Vishnupranay.k. "srikrishna temple at dwrka", https://commons.wikimedia.org/wiki/File:Dwaraka.jpg

Vishnupranay.k. “srikrishna temple at dwrka”, https://commons.wikimedia.org/wiki/File:Dwaraka.jpg

Currently, the town is mainly a pilgrimage site, and pilgrims provide the main source of revenue for the town. One pilgrimage route, known as the dhama yatra, is comprised of a pilgrimage to all four char dhams in a clockwise direction and, according to some Hindus, warrants the attainment of salvation[xi]. Many Hindus are also known to retire to one of the seven holy cities to die while surrounded by this sacred atmosphere[xii]. In terms of daily activity at this site, priests perform aarati, utilizing rhythmic bells as a form of worship, as well as other forms of devotion. Bhog (food offering) is offered to the deity at least once an hour[xiii].


"Meera bai.," from Baroda Art Gallery, https://id.wikipedia.org/wiki/Berkas:Meerabai_1.jpg

“Meera bai.,” from Baroda Art Gallery, https://id.wikipedia.org/wiki/Berkas:Meerabai_1.jpg

Dwarka is also associated with Mira Bai, who was one of the great Bhakti saints. She is believed to have renounced her life as the wife of a king in the sixteenth century in order to devote her life to worship of Lord Krishna. She is thus an exemplar of the Bhakti Yoga, or devotional, path. Supposedly, she lived the final years of her life in Dwarka, where she wrote her immortal love poems to Krishna. Krishna is the preeminent devotional deity in Hinduism, and he is venerated by many bhakti yogis. It is believed that Mira Bai infused the temple at Dwarka with a power of love, and the temple is thus believed to be highly charged with devotional energy and is able to awaken and amplify this energy in visiting pilgrims[xiv].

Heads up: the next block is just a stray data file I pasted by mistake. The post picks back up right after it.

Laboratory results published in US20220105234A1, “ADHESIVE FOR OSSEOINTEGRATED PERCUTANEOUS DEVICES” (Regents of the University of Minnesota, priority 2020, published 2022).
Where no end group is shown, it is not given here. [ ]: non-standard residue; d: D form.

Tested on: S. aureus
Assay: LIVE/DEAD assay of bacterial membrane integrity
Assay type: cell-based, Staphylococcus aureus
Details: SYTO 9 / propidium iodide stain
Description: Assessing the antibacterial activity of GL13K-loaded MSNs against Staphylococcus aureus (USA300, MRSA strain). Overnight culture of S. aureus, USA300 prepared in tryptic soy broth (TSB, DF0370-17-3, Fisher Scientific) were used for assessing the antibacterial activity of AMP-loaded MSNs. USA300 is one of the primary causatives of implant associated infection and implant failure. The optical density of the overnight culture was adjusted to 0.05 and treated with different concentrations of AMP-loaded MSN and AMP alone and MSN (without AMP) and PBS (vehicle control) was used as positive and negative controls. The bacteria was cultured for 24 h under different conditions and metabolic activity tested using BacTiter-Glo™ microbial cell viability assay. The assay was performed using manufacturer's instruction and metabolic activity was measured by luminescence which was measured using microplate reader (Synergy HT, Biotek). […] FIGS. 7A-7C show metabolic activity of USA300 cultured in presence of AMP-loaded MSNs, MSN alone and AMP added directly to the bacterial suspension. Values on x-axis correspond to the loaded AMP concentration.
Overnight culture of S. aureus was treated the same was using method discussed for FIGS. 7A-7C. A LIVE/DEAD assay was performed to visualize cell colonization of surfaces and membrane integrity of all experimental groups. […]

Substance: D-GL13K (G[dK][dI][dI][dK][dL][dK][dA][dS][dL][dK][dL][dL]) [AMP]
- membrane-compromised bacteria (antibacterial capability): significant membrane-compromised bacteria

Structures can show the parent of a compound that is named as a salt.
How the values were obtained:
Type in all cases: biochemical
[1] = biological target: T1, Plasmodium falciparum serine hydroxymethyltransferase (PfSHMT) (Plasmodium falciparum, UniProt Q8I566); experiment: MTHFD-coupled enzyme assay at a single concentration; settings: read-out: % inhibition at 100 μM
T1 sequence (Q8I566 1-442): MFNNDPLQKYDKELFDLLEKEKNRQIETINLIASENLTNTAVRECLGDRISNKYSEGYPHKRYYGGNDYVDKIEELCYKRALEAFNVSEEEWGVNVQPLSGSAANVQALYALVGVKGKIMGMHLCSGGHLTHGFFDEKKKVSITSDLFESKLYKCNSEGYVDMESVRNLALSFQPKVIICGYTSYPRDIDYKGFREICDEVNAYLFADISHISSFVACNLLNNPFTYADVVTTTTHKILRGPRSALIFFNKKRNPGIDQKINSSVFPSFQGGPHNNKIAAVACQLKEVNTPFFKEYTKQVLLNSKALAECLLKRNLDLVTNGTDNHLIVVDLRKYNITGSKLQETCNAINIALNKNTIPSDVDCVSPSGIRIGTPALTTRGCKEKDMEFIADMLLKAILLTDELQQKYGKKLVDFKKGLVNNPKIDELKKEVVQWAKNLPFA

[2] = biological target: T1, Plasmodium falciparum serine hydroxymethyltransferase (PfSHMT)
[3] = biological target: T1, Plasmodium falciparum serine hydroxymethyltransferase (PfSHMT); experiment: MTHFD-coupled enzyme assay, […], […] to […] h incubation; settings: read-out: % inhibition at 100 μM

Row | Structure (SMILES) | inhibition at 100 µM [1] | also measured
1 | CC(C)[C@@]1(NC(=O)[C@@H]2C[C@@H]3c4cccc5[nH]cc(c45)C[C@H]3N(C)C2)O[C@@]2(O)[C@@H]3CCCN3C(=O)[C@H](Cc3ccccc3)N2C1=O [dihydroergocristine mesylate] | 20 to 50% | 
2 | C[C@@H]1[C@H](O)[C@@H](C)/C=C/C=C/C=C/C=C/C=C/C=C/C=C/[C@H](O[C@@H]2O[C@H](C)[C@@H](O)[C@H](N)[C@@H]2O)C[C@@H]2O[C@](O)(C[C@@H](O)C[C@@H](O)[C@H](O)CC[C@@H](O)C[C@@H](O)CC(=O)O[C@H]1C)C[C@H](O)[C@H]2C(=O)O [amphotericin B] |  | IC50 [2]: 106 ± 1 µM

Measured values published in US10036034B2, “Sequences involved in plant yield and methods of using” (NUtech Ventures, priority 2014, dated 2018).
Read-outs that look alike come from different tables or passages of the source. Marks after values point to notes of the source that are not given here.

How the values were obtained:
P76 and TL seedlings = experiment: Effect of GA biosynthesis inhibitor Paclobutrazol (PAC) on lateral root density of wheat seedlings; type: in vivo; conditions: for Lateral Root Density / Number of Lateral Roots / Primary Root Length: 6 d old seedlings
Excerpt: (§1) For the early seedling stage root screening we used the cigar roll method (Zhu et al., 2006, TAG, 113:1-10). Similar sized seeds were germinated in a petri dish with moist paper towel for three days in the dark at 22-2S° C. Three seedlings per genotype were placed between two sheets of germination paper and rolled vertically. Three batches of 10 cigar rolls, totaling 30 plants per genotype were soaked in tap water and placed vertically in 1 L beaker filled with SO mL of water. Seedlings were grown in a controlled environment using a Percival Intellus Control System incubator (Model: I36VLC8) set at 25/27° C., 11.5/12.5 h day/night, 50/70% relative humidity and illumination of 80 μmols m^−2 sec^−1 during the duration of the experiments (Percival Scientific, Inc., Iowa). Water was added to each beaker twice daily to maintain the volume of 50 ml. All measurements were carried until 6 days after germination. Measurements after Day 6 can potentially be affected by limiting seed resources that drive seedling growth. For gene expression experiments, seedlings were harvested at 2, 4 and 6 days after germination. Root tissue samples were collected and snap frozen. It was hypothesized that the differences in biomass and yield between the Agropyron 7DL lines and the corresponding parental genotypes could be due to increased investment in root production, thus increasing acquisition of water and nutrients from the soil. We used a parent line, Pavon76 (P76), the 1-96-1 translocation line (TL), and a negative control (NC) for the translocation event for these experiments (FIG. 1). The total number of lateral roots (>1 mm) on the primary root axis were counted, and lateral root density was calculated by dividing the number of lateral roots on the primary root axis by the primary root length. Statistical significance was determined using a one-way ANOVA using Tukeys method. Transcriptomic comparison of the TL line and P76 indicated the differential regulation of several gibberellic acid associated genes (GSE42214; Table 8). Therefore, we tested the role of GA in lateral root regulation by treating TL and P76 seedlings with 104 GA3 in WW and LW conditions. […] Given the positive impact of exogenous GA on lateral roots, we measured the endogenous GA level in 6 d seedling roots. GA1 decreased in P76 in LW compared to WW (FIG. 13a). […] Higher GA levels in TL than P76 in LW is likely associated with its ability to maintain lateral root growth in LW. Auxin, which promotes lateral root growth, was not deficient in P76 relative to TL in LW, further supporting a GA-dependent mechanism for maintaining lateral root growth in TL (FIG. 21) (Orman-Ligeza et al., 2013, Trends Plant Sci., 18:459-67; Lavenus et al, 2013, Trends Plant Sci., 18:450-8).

[i] Encyclopædia Britannica Online, s. v. “Dwarka.”

[ii] Flood, Gavin. An Introduction to Hinduism. New York, NY: Cambridge University Press, 1996. 119.

[iii] Doniger, Wendy. The Hindus: An Alternative History. New York: Penguin Press, 2009. 55.

[iv] Nayak, B. U., and S. R. Rao. “Existence And Location Of Dvaraka City of Mahãbhãrata Era And Its Subsequent Submergence—A Reality or A Myth?” New Trends in Indian Art and Archaeology, SR Rao’s 70th Birthday Felicitation Volume, New Delhi 2 (1992): 479-90. 480.

[v] Maheshwari, Krishna. “Origins.” Hindupedia. Accessed April 22, 2016. Hindupedia, the Hindu Encyclopedia. http://www.hindupedia.com/en/Origins.

[vi] Gaur, A. S., and K. H. Vora. 2007. “Ancient technology of jetties and anchoring points along the west coast of India.” Current Science (00113891) 93, no. 7: 987-991. Academic Search Premier, EBSCOhost (accessed April 22, 2016).

[vii] Gray, Martin. “Dwarka.” Sacred Sites. Accessed April 22, 2016, https://sacredsites.com/asia/india/dwarka.html.

[viii] Gray, Martin. “Dwarka.”

[ix] Eck, Diana L. India: A Sacred Geography. New York: Harmony Books, 2012. 383.

[x] “Temple Towns of India.” The Financial Express.

[xi] Flood, Gavin. An Introduction to Hinduism. 212-213.

[xii] Klostermaier, Klaus K. Hinduism: A Short History. Oxford: Oneworld, 2000. 18.

[xiii] Rao-Kashi, Anita. “Dwarka – Spirituality by the sea…”

[xiv] Gray, Martin. “Dwarka.”